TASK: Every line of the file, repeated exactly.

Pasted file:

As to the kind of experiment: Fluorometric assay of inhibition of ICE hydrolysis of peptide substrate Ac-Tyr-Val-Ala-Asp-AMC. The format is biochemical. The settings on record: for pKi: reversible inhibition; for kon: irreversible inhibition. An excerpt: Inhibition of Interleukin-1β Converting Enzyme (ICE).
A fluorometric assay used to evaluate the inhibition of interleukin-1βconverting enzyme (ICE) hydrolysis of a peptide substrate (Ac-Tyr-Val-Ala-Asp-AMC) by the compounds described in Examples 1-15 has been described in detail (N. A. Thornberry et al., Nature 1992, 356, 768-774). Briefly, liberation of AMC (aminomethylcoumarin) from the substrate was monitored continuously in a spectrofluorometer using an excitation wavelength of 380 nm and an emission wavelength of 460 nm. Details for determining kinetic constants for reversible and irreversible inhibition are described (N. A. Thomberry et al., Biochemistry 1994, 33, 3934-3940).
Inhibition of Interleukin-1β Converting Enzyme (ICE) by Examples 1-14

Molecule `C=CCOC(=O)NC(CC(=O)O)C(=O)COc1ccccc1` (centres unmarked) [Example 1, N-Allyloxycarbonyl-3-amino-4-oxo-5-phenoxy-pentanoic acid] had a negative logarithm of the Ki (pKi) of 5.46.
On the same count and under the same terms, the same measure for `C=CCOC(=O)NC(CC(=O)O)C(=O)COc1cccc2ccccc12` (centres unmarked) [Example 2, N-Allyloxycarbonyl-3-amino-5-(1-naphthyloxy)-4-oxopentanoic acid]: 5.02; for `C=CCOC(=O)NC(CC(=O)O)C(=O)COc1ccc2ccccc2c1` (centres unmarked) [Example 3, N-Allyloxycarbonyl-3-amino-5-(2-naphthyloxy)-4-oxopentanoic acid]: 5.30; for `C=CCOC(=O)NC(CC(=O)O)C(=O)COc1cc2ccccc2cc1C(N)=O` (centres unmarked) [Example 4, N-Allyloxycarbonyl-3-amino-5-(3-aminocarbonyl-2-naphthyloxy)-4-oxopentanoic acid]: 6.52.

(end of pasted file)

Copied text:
As to the kind of experiment: Fluorometric assay of inhibition of ICE hydrolysis of peptide substrate Ac-Tyr-Val-Ala-Asp-AMC. The format is biochemical. The settings on record: for pKi: reversible inhibition; for kon: irreversible inhibition. An excerpt: Inhibition of Interleukin-1β Converting Enzyme (ICE).
A fluorometric assay used to evaluate the inhibition of interleukin-1βconverting enzyme (ICE) hydrolysis of a peptide substrate (Ac-Tyr-Val-Ala-Asp-AMC) by the compounds described in Examples 1-15 has been described in detail (N. A. Thornberry et al., Nature 1992, 356, 768-774). Briefly, liberation of AMC (aminomethylcoumarin) from the substrate was monitored continuously in a spectrofluorometer using an excitation wavelength of 380 nm and an emission wavelength of 460 nm. Details for determining kinetic constants for reversible and irreversible inhibition are described (N. A. Thomberry et al., Biochemistry 1994, 33, 3934-3940).
Inhibition of Interleukin-1β Converting Enzyme (ICE) by Examples 1-14

Molecule `C=CCOC(=O)NC(CC(=O)O)C(=O)COc1ccccc1` (centres unmarked) [Example 1, N-Allyloxycarbonyl-3-amino-4-oxo-5-phenoxy-pentanoic acid] had a negative logarithm of the Ki (pKi) of 5.46.
On the same count and under the same terms, the same measure for `C=CCOC(=O)NC(CC(=O)O)C(=O)COc1cccc2ccccc12` (centres unmarked) [Example 2, N-Allyloxycarbonyl-3-amino-5-(1-naphthyloxy)-4-oxopentanoic acid]: 5.02; for `C=CCOC(=O)NC(CC(=O)O)C(=O)COc1ccc2ccccc2c1` (centres unmarked) [Example 3, N-Allyloxycarbonyl-3-amino-5-(2-naphthyloxy)-4-oxopentanoic acid]: 5.30; for `C=CCOC(=O)NC(CC(=O)O)C(=O)COc1cc2ccccc2cc1C(N)=O` (centres unmarked) [Example 4, N-Allyloxycarbonyl-3-amino-5-(3-aminocarbonyl-2-naphthyloxy)-4-oxopentanoic acid]: 6.52.